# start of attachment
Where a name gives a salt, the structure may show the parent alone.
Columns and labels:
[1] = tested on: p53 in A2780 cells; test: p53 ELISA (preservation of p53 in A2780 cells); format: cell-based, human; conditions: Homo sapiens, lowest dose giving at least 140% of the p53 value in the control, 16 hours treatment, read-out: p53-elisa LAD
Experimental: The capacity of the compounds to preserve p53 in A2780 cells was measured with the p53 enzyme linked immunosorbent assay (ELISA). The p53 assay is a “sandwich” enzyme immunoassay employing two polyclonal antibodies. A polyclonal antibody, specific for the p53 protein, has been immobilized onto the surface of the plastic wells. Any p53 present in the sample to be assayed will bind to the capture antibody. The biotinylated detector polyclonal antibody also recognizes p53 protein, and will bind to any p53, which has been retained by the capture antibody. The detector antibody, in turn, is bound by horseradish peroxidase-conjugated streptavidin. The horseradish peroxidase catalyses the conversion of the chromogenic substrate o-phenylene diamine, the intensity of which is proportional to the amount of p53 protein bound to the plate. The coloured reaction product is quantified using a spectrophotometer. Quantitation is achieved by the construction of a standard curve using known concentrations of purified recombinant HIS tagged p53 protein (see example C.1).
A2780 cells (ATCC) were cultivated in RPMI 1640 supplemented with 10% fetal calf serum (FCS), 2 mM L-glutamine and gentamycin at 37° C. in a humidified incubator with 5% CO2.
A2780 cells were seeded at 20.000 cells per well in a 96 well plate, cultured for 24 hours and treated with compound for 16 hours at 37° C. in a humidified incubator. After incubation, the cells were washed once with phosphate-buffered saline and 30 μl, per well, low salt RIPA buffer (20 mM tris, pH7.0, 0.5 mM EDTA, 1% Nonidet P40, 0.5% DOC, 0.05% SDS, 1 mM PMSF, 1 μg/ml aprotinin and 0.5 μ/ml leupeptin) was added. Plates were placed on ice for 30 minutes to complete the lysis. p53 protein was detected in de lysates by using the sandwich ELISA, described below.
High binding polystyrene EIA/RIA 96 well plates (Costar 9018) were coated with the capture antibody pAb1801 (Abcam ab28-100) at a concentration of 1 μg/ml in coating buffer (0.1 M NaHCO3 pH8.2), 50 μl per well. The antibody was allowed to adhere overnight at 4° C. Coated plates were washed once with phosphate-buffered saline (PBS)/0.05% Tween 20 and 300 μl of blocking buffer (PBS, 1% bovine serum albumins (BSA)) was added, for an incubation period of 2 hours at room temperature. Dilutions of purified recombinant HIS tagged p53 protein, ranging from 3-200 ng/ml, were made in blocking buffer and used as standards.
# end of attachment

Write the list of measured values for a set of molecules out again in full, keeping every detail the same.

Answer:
Where a name gives a salt, the structure may show the parent alone.
Columns and labels:
[1] = tested on: p53 in A2780 cells; test: p53 ELISA (preservation of p53 in A2780 cells); format: cell-based, human; conditions: Homo sapiens, lowest dose giving at least 140% of the p53 value in the control, 16 hours treatment, read-out: p53-elisa LAD
Experimental: The capacity of the compounds to preserve p53 in A2780 cells was measured with the p53 enzyme linked immunosorbent assay (ELISA). The p53 assay is a “sandwich” enzyme immunoassay employing two polyclonal antibodies. A polyclonal antibody, specific for the p53 protein, has been immobilized onto the surface of the plastic wells. Any p53 present in the sample to be assayed will bind to the capture antibody. The biotinylated detector polyclonal antibody also recognizes p53 protein, and will bind to any p53, which has been retained by the capture antibody. The detector antibody, in turn, is bound by horseradish peroxidase-conjugated streptavidin. The horseradish peroxidase catalyses the conversion of the chromogenic substrate o-phenylene diamine, the intensity of which is proportional to the amount of p53 protein bound to the plate. The coloured reaction product is quantified using a spectrophotometer. Quantitation is achieved by the construction of a standard curve using known concentrations of purified recombinant HIS tagged p53 protein (see example C.1).
A2780 cells (ATCC) were cultivated in RPMI 1640 supplemented with 10% fetal calf serum (FCS), 2 mM L-glutamine and gentamycin at 37° C. in a humidified incubator with 5% CO2.
A2780 cells were seeded at 20.000 cells per well in a 96 well plate, cultured for 24 hours and treated with compound for 16 hours at 37° C. in a humidified incubator. After incubation, the cells were washed once with phosphate-buffered saline and 30 μl, per well, low salt RIPA buffer (20 mM tris, pH7.0, 0.5 mM EDTA, 1% Nonidet P40, 0.5% DOC, 0.05% SDS, 1 mM PMSF, 1 μg/ml aprotinin and 0.5 μ/ml leupeptin) was added. Plates were placed on ice for 30 minutes to complete the lysis. p53 protein was detected in de lysates by using the sandwich ELISA, described below.
High binding polystyrene EIA/RIA 96 well plates (Costar 9018) were coated with the capture antibody pAb1801 (Abcam ab28-100) at a concentration of 1 μg/ml in coating buffer (0.1 M NaHCO3 pH8.2), 50 μl per well. The antibody was allowed to adhere overnight at 4° C. Coated plates were washed once with phosphate-buffered saline (PBS)/0.05% Tween 20 and 300 μl of blocking buffer (PBS, 1% bovine serum albumins (BSA)) was added, for an incubation period of 2 hours at room temperature. Dilutions of purified recombinant HIS tagged p53 protein, ranging from 3-200 ng/ml, were made in blocking buffer and used as standards.